Bermuda Named In India Tax Probe

December 12, 2010

1Assorted_international_currencies India’s Finance Ministry has embarked on a major investigation into more than a hundred offshore “financial structuring deals” undertaken by Indian business entities in various off-shore jurisdictions including Bermuda.

New Delhi investigators are probing investments and deals to the tune of billions of rupees executed in what they are calling “tax havens” like Bermuda, Mauritius, the Isle of Man, Cyprus and the British Virgin Islands.

These deals will be scrutinised by the investigators, who are also travelling to some of these countries to collect additional information, it is being reported by the Press Trust of India today (Dec. 12).

The investigation, called “Lifting Corporate Veils”, will examine overseas deals, including some big ticket ventures, to investigate whether “a chain of overseas takeovers may be part of an exercise for an elaborate treaty shopping or tax evasion exercise.”

According to an Indian media report quoting sources privy to the investigations, Indian Finance Ministry has identified a seven companies in the British Virgin Island alone that are possible front companies for such investments.

Certain Indian entities allegedly invested in companies set up in these offshore tax havens to avoid taxes or pay close to zero tax under the guise of financial restructuring.

“Privacy and confidentiality and freedom from all taxes in these havens are guaranteed. Company structures are flexible and the process of incorporation is fast and efficient while doing financial structuring in these places,” sources said.

India signed a pact with Bermuda in October to facilitate exchange of information between the two countries regarding tax evasion.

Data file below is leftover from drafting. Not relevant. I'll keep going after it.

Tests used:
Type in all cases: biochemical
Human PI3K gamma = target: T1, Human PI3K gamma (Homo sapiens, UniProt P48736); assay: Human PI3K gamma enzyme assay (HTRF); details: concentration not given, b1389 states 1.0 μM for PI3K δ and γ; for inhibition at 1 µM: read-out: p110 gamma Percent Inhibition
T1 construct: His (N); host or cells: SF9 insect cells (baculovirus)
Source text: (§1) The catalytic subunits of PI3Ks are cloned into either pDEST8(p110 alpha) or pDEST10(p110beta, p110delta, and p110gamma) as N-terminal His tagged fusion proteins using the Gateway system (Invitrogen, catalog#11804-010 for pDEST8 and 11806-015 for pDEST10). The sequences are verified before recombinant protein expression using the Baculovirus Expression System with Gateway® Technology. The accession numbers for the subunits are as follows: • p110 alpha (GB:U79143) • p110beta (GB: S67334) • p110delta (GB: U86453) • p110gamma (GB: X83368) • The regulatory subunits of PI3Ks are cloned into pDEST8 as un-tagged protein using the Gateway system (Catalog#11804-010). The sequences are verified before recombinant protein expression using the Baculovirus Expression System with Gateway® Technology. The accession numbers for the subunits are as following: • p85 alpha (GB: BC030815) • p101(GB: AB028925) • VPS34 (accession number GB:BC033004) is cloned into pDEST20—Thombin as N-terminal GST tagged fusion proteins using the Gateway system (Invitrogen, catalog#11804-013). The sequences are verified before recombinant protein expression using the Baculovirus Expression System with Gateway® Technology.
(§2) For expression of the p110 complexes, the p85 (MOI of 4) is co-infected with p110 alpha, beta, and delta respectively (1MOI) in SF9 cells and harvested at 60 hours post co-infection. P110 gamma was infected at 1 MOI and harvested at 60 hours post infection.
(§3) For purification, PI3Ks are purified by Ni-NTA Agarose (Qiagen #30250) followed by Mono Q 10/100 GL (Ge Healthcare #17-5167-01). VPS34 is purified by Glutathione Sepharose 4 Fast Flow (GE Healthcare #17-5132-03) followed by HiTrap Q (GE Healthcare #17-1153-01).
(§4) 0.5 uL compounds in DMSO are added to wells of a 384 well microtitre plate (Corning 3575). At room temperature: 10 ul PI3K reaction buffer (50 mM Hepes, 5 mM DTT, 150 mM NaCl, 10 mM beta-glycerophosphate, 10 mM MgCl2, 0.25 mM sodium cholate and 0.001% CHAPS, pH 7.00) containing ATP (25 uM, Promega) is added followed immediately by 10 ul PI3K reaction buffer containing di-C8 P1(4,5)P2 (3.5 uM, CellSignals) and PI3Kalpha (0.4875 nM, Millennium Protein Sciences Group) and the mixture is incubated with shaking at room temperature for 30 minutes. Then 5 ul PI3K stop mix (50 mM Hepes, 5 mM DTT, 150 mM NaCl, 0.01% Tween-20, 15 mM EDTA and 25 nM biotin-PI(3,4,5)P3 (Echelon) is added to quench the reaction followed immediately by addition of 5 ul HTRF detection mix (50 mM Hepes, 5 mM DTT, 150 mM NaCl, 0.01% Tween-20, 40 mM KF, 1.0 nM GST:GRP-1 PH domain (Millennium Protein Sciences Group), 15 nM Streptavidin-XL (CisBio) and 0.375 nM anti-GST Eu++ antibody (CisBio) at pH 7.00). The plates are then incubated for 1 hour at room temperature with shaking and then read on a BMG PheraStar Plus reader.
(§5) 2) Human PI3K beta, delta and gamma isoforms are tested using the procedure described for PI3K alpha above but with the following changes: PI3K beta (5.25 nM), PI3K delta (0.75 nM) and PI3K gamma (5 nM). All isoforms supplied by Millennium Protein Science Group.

The Tax Information Exchange Agreement (TIEA) conforms to the guidelines issued by Organisation for Economic Development & Cooperation for countries considered tax havens to share information. The concept of TIEA was developed by OECD for promoting cooperation in tax matters via exchange of information.

Signed by then Premier Dr Ewart Brown and India’s Minister of State for finance S. S. Palanimanickam, both countries can share details on banking, ownership and past information on tax matters.

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Comments (3)

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  1. Googlybda says:

    But our Premier says that concerns about our tax haven status are overblown. In fact the TIEA with India would bring more business. Is there one shred of evidence that the agreement with India was for anything more than enabling India to investigate tax evasion using Bermuda and other tax havens?

  2. David E. Chapman says:

    I agree with you sentiments towards being cautious Googly, as this was a concern that some had with tax information exchange agreements with the US. This website ( makes some good points on the topic and shows that such TIEA’s have both pros and potential cons, but also that 1) Bermuda is by far not the only country to sign them as many similar jurisdictions like Jersey and Guernsey for example have as well as 2) they have not signaled mass flight of businesses or a reticence to do business in those countries that have them. It is more about giving confidence to the international community, including national interests like India, that Bermuda is operating in a fair and transparent way.